Fast-forward around seven centuries, and Wu Zetian, Empress of the Tang dynasty, became revered for her good looks, even as she grew older. Her secret was said to be the plant Chinese motherwort, which she mixed with water and applied to her face every day. The empress was so sure of her serum, it was known as her “fairy powder.”
But while people relied on home-made remedies for hundreds of years, it wasn’t until the 1800s that anti-aging became big business. It was around this time that western scientists began to associate old age with the decaying of the body. And so, many concluded, it should be avoided at all costs.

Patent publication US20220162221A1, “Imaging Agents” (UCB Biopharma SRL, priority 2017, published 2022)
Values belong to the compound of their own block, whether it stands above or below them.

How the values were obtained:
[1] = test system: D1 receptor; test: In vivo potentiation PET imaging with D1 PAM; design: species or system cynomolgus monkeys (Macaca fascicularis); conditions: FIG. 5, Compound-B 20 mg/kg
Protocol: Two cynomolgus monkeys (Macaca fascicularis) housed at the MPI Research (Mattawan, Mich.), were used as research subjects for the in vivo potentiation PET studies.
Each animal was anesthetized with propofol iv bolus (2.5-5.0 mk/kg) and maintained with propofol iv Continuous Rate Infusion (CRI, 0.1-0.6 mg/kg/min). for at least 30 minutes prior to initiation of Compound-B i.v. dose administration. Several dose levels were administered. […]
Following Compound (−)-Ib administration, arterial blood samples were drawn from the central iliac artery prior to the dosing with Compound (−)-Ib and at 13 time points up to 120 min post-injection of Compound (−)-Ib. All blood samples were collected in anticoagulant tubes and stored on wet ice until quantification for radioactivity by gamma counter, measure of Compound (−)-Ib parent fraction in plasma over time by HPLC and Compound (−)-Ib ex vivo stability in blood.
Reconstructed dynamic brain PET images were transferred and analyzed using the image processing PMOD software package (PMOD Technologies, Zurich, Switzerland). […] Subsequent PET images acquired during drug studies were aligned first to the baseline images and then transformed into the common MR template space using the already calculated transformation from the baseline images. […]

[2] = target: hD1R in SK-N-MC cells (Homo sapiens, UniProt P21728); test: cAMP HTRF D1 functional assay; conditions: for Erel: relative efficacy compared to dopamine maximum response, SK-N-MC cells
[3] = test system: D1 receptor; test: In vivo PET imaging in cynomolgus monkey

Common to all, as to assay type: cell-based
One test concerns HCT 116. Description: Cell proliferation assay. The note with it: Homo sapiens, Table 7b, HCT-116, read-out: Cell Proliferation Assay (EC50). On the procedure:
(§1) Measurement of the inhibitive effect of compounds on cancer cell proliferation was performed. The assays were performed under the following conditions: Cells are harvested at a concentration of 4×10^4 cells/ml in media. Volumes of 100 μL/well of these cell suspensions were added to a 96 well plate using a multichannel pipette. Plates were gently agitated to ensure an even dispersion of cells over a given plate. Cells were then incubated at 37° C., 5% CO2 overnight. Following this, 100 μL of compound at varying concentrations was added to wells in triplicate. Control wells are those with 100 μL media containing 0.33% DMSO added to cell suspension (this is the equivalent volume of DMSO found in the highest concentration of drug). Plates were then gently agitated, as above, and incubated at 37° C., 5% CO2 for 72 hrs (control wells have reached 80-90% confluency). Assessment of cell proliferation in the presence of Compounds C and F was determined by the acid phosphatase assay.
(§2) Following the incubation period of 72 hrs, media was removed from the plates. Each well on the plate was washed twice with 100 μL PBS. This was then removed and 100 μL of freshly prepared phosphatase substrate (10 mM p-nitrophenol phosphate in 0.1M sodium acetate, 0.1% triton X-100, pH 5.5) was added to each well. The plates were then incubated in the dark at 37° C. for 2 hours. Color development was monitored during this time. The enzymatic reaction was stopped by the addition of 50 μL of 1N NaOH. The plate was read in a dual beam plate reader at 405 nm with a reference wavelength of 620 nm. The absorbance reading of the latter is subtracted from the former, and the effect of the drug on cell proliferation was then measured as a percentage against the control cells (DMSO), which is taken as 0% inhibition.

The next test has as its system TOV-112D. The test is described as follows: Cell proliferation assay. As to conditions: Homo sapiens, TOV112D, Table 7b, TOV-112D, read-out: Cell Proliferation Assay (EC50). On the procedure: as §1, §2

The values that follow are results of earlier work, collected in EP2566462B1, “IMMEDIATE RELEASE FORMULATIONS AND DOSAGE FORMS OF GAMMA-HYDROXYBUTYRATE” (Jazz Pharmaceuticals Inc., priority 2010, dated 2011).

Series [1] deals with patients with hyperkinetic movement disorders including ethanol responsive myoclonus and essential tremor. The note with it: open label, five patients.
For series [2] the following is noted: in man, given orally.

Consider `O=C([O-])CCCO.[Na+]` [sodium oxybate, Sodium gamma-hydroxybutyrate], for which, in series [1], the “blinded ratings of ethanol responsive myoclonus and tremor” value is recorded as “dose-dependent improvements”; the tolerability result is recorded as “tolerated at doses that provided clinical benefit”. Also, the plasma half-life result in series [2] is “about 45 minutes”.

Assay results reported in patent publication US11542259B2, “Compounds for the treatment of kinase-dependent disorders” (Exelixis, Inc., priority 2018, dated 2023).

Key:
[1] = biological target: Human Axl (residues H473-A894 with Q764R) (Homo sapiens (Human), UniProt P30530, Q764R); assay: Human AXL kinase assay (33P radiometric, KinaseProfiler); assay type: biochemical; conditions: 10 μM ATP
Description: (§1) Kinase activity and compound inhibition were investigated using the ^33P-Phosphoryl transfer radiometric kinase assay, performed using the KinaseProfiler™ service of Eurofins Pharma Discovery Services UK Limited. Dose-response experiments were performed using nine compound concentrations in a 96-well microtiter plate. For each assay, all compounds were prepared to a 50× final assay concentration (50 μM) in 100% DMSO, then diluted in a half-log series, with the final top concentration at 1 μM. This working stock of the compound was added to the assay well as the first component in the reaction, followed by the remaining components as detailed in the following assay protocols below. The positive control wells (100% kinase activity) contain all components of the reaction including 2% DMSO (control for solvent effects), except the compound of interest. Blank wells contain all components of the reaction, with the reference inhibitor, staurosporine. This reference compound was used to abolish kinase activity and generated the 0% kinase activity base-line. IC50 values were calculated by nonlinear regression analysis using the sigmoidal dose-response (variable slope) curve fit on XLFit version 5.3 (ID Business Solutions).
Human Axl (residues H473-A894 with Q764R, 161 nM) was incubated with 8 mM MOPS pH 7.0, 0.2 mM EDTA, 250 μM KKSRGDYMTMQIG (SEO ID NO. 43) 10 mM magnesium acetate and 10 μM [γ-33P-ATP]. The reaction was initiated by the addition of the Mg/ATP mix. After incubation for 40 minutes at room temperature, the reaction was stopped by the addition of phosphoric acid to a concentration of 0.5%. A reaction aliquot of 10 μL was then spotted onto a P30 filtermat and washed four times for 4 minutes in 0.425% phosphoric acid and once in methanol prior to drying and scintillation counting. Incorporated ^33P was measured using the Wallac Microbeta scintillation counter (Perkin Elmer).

At the same time, the advertising campaigns for anti-aging products began using scare tactics to sell beauty potions. In 1948, one hormone cream – designed to restore youthfulness – asked potential customers, “How long since he said ‘I love you’?” The commercial continued by promising its use would ignite romance well into consumers’ “advancing years.”